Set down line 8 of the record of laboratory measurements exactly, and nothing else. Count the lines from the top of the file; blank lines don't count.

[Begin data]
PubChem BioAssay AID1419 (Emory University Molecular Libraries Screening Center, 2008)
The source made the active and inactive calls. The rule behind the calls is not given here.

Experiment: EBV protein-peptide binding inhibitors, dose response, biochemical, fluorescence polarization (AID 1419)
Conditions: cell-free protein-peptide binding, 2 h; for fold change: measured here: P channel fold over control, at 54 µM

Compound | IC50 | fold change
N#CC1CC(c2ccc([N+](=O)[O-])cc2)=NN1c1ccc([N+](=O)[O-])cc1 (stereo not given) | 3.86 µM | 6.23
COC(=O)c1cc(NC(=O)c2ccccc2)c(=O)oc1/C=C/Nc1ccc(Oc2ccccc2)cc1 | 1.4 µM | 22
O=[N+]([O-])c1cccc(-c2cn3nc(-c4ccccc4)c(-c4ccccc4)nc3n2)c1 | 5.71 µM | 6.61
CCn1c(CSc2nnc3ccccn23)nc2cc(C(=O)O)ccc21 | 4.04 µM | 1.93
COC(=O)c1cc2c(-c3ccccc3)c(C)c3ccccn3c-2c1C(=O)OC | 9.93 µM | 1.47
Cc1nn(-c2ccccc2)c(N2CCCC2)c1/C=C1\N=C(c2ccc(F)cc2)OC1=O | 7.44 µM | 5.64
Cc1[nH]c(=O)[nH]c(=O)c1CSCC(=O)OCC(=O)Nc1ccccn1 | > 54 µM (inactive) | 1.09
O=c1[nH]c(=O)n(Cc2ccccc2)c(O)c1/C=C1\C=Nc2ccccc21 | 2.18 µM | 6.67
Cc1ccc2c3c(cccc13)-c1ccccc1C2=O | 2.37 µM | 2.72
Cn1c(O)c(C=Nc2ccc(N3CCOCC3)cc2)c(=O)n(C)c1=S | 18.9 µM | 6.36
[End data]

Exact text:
O=[N+]([O-])c1cccc(-c2cn3nc(-c4ccccc4)c(-c4ccccc4)nc3n2)c1 | 5.71 µM | 6.61